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[Note: this post was originally published in January 2022 and was most recently updated in August 2023. The original title was Handling Dynamic Properties in Power Automate Flow]


Have you ever found yourself needing to add dynamic data to an object within a Power Automate Flow? Or need to update a child node inside a JSON object? I certainly have and spent way too much time trying to figure it all out! Here I lay out how to work with dynamic values as well as a little bonus material on how to update child objects (nodes) within a larger parent object.

For a Flow I built recently for a client (link to blog here), I had a need to gather both static and dynamic data to be used in my CSV output. Of course, the static data was simple to add, but figuring out how to add a dynamic property with its associated value was a little harder for me. It’s pretty easy now that I know how though, so thought I’d better document it before I forget all I’ve learned. 😊

Handling Dynamic Properties in a Power Automate Flow

In this fictional example, I’m going to take a list of field names, loop through them and add each to an object variable. Then I’ll also show you how to remove and update properties.

The first thing to do is create a number of variables that we can manipulate. Remember to name them appropriately (and add a note!). Trust me … this will make it SO much easier 6 months from now when you need to revisit the flow and figure out what you did again.

The first variable we need is a string that we set to a comma-delimited list of field names. (In a real situation, these might be held in a configuration list or similar where they could be queried and loaded into this variable.)

Next we need an array variable to hold our field names once we split up the DynamicFields string.  You can also start out with an array of fields if better for your situation.  This variable will be initialized using the following function in order to create the array:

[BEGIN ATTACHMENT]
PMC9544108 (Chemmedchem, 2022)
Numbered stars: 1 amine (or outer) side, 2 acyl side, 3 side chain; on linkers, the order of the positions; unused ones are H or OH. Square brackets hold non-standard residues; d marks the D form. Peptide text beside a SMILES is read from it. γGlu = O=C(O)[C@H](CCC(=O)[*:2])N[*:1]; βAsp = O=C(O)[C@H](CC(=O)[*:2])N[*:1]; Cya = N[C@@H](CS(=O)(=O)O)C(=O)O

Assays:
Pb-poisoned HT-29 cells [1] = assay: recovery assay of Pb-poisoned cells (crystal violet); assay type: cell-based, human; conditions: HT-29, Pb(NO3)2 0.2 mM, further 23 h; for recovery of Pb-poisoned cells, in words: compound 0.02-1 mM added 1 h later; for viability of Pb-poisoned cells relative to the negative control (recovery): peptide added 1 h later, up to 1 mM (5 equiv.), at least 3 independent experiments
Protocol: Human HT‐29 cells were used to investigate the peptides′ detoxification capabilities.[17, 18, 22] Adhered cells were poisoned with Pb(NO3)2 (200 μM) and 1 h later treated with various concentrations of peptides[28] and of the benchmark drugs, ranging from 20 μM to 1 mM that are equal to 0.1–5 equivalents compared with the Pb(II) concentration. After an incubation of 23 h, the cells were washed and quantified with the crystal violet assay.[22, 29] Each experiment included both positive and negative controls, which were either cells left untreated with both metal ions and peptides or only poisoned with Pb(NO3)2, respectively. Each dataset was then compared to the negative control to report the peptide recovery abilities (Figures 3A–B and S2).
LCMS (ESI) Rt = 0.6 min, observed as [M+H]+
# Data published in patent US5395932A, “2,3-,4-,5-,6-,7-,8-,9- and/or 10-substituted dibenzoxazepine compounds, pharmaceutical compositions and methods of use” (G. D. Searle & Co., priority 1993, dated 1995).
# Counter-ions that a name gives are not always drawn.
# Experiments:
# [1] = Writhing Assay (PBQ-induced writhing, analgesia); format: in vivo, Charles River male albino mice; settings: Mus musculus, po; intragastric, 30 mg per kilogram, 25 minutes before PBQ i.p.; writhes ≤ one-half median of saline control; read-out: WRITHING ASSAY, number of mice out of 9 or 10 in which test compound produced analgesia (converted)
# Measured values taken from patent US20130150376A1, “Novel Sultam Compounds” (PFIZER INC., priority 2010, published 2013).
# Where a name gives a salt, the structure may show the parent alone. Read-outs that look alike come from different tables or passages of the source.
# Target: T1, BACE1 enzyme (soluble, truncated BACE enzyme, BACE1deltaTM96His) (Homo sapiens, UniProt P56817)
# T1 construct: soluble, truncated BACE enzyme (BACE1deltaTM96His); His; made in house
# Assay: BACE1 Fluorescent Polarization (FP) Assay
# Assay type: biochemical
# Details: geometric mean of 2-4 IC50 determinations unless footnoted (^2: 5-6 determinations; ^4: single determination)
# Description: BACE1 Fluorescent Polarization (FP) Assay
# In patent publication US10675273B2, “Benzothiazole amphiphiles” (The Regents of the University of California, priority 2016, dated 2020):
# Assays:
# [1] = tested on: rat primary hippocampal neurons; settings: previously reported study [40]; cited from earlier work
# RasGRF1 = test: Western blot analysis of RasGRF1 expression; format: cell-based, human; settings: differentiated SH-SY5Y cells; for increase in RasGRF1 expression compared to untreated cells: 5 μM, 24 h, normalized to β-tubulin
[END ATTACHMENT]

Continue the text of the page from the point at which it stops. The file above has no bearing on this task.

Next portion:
split(variables(‘dynamicFields’), ‘.’)

We also need a variable that will be used to hold our populated data. This should be set to an Object type and initialized to an empty object. It is important to note that an object variable should always be initialized using ‘{}’ and not with a blank value as we do with most of our variables, as an object cannot be acted upon if null.

I also added an Integer type variable – dummyFieldValue (not shown) – that I’m using for generating field values.

After defining our variables, we need to add an ‘Appy to each’ loop with our dynamicFieldsArray variable as the source. Within this loop, we will increment our dummy variable to generate test data, use a ‘Compose’ action to add our property to the object, and finally use a ‘Set variable’ to update the detailsObject with the new value.

Let’s break it down

Our ‘Compose’ action is used to add the property and value to the object and is the key to handling dynamic property values.  This is done using the ‘addProperty’ function found in the Expression tab.

It takes 3 parameters and looks like this:

addProperty(variables(‘detailsObject’), item(), variables(‘dummyFieldValue’))

  • variables(‘detailsObject’) = the object to which we are adding
  • item() = holds the name of the property – ‘item()’ is a reference to the current iteration of our ‘Apply to each dynamicField’ loop
  • variables(‘dummyFieldValue’) – The value associated with the property, in this case, our dummy variable but usually something pulled from SharePoint or another data source

An important step in this whole process is saving the output from the Compose action back to our object variable (detailsObject).  Note that Compose actions only save the computed value to memory so it will be lost if we don’t capture it somewhere.